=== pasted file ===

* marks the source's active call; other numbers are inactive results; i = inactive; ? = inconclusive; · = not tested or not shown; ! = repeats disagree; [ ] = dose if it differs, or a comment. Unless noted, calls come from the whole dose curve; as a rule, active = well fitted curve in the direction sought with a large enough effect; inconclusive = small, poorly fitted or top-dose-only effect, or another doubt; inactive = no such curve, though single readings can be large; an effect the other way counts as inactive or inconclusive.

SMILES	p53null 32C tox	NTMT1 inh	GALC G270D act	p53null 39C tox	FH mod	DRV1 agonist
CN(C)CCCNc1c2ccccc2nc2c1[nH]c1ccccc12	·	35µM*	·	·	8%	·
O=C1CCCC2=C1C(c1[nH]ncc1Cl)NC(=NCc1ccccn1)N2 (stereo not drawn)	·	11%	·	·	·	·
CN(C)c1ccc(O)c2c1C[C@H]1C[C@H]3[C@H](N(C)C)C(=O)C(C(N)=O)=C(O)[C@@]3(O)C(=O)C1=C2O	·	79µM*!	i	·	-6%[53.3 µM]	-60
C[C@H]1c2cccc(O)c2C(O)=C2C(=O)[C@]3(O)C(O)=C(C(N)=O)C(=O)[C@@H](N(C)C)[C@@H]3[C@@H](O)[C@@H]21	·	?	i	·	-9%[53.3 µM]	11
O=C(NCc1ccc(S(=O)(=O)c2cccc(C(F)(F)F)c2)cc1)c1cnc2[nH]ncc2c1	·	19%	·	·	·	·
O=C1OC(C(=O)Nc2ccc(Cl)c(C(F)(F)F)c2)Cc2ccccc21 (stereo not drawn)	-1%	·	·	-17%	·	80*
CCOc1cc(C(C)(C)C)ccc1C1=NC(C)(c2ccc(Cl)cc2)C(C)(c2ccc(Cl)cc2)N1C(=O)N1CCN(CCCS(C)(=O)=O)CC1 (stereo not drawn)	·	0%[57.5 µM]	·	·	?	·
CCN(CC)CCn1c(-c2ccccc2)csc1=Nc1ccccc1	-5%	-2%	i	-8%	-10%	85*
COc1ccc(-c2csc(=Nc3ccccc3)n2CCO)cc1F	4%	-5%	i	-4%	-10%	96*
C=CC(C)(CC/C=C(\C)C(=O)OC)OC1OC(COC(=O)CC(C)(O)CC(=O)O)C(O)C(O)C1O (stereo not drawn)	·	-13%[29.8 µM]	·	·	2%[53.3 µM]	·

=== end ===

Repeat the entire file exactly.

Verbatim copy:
* marks the source's active call; other numbers are inactive results; i = inactive; ? = inconclusive; · = not tested or not shown; ! = repeats disagree; [ ] = dose if it differs, or a comment. Unless noted, calls come from the whole dose curve; as a rule, active = well fitted curve in the direction sought with a large enough effect; inconclusive = small, poorly fitted or top-dose-only effect, or another doubt; inactive = no such curve, though single readings can be large; an effect the other way counts as inactive or inconclusive.

SMILES	p53null 32C tox	NTMT1 inh	GALC G270D act	p53null 39C tox	FH mod	DRV1 agonist
CN(C)CCCNc1c2ccccc2nc2c1[nH]c1ccccc12	·	35µM*	·	·	8%	·
O=C1CCCC2=C1C(c1[nH]ncc1Cl)NC(=NCc1ccccn1)N2 (stereo not drawn)	·	11%	·	·	·	·
CN(C)c1ccc(O)c2c1C[C@H]1C[C@H]3[C@H](N(C)C)C(=O)C(C(N)=O)=C(O)[C@@]3(O)C(=O)C1=C2O	·	79µM*!	i	·	-6%[53.3 µM]	-60
C[C@H]1c2cccc(O)c2C(O)=C2C(=O)[C@]3(O)C(O)=C(C(N)=O)C(=O)[C@@H](N(C)C)[C@@H]3[C@@H](O)[C@@H]21	·	?	i	·	-9%[53.3 µM]	11
O=C(NCc1ccc(S(=O)(=O)c2cccc(C(F)(F)F)c2)cc1)c1cnc2[nH]ncc2c1	·	19%	·	·	·	·
O=C1OC(C(=O)Nc2ccc(Cl)c(C(F)(F)F)c2)Cc2ccccc21 (stereo not drawn)	-1%	·	·	-17%	·	80*
CCOc1cc(C(C)(C)C)ccc1C1=NC(C)(c2ccc(Cl)cc2)C(C)(c2ccc(Cl)cc2)N1C(=O)N1CCN(CCCS(C)(=O)=O)CC1 (stereo not drawn)	·	0%[57.5 µM]	·	·	?	·
CCN(CC)CCn1c(-c2ccccc2)csc1=Nc1ccccc1	-5%	-2%	i	-8%	-10%	85*
COc1ccc(-c2csc(=Nc3ccccc3)n2CCO)cc1F	4%	-5%	i	-4%	-10%	96*
C=CC(C)(CC/C=C(\C)C(=O)OC)OC1OC(COC(=O)CC(C)(O)CC(=O)O)C(O)C(O)C1O (stereo not drawn)	·	-13%[29.8 µM]	·	·	2%[53.3 µM]	·